Cleft Lip and Palate: Primary Cleft Palate Repair

Facial clefting is one of the most common congenital defects identified in human development. Isolated cleft palate occurs in about 1 in 1000 births. It presents a myriad of challenges to both the patient and those involved in his or her orofacial habilitation. The medical, surgical, and psychologic impact requires a team approach to achieve the best overall result. The surgical management of cleft palate is not simply correcting an anatomic aberration; rather, it requires an understanding of the delicate balance between growth, speech development, and surgical timing, in addition to good surgical technique. This must also take into account the child’s health and medical management. Interval follow-ups by the interdisciplinary cleft team are necessary to meet the goals of correcting the initial deformity, as well as staging the reconstruction at later phases of growth to optimize care.

Challenges to the child born with a cleft palate are numerous. Newborns with cleft palate potentially have difficulty feeding, because of their inability to obtain an oral seal. This can result in failure to thrive, which, if unchecked, can have severe consequences for the long term. In addition, speech remains a paramount issue. A number of children will develop velopharyngeal insufficiency, despite a serious surgical effort directed at meticulous palatal repair within an appropriate time frame to help mitigate the deleterious effects of the cleft on speech. When the primary palate (anterior to the incisive foramen) is affected, bone graft construction of the maxilla and orthodontic assistance become necessary. Lastly, the impact of these cumulative staged interventions can have a negative effect on maxillary growth, necessitating further surgical care.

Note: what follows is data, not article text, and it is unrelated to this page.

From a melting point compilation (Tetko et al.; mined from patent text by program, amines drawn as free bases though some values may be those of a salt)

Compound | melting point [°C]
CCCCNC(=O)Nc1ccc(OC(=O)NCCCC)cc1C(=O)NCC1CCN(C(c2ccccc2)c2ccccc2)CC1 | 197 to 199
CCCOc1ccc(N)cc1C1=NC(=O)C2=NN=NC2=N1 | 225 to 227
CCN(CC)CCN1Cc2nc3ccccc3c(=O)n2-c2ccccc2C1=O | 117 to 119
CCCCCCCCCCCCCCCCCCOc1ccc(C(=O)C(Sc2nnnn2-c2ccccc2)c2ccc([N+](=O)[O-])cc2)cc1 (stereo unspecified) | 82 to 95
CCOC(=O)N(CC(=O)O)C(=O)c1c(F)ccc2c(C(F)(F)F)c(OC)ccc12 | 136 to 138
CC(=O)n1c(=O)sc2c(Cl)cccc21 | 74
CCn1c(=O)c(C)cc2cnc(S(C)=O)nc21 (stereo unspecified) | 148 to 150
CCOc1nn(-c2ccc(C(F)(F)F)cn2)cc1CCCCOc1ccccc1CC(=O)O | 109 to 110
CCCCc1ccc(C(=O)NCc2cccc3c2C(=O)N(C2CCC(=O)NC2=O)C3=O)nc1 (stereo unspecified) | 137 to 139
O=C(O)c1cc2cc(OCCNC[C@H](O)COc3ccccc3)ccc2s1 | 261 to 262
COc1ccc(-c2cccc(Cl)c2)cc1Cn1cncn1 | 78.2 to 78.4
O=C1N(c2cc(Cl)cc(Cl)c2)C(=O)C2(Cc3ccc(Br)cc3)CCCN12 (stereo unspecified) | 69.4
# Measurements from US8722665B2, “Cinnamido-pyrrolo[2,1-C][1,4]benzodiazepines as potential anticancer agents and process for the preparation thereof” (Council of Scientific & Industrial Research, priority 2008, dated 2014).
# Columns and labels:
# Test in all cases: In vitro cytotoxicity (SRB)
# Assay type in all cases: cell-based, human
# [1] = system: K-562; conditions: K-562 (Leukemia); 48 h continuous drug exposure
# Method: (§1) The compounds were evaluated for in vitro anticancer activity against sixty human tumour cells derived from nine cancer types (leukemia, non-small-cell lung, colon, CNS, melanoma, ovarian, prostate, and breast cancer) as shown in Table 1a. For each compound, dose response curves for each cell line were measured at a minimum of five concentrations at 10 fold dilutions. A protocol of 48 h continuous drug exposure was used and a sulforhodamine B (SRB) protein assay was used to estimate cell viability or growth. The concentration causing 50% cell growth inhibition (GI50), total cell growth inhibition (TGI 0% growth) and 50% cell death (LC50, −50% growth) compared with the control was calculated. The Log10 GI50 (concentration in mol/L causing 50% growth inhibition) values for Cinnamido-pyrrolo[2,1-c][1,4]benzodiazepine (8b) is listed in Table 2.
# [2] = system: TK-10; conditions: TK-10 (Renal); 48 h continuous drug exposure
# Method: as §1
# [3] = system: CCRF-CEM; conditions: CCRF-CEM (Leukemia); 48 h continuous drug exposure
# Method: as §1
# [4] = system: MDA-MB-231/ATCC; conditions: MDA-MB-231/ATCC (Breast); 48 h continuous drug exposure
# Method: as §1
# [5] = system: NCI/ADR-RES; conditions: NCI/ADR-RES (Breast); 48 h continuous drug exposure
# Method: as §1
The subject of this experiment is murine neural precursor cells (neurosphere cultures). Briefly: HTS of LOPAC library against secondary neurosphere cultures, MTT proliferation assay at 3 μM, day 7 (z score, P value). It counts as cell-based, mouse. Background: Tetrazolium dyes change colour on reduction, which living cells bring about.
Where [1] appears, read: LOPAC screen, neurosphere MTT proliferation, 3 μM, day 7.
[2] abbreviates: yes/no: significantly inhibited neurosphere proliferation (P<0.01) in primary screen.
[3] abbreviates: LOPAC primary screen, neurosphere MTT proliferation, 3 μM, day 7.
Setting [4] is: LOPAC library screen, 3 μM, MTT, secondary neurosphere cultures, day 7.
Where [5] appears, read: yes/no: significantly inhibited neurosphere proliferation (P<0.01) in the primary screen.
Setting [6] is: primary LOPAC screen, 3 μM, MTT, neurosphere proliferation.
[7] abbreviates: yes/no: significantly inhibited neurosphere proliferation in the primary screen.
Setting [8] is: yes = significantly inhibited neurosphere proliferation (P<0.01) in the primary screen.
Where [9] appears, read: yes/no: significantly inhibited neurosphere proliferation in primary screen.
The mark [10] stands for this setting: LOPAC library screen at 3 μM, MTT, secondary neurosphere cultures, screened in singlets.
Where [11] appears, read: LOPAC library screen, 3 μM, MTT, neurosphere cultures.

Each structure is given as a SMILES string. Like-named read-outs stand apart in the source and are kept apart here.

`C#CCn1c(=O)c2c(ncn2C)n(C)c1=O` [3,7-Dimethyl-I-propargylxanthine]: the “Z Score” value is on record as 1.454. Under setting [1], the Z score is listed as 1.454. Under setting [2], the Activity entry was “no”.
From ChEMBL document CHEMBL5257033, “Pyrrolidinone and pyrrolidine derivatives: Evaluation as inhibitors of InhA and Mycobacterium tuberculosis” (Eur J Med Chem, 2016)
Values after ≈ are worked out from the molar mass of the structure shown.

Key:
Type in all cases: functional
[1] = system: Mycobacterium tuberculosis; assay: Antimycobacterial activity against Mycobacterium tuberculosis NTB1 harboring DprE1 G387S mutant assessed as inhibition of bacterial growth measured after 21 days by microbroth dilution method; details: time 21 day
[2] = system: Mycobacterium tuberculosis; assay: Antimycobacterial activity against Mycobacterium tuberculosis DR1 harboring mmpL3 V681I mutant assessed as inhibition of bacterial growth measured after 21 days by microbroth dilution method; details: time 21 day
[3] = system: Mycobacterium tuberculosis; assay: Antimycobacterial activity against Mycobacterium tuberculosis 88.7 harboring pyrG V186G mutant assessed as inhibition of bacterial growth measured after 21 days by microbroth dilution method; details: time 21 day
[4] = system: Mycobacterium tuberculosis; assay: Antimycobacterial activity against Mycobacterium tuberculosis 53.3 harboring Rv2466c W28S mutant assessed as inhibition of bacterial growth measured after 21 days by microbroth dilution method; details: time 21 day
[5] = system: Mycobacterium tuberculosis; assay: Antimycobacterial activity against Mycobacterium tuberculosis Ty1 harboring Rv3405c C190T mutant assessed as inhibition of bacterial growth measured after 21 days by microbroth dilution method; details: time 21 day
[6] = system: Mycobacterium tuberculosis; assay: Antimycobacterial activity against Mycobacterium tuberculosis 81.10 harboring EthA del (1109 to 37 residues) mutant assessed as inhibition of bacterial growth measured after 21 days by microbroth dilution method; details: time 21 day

Etiopathogenesis/Causative Factors

Normal palatogenesis starts during the 5th week of gestation when the nasal placodes invaginate to form nasal pits. Ridges of tissue form on the lateral portion of the nasal pits, which become tissue processes that begin to migrate. During a period of 2 weeks (approximately 5 to 7 weeks gestation), these tissues migrate to form the structures anterior to the incisive foramen. This includes the prolabium (the middle portion of the upper lip), the premaxilla, as well as portions of the nose. The primary palate is formed by the end of the 6th week of gestation. The secondary palate then begins to form at approximately 6 weeks. This is when the medial nasal process, the lateral nasal process, and the maxillary process migrate and fuse. The fusion of the palatine shelves occurs at the 7th week, with the shelves first meeting just behind the incisive foramen. Fusion continues in an anterior-posterior direction, ending at the uvula. Fusion also occurs in a superior direction, with the hard palate fusing to the vomer of the nasal septum at approximately the 9th week. This complete process continues until about the 12th week of gestation.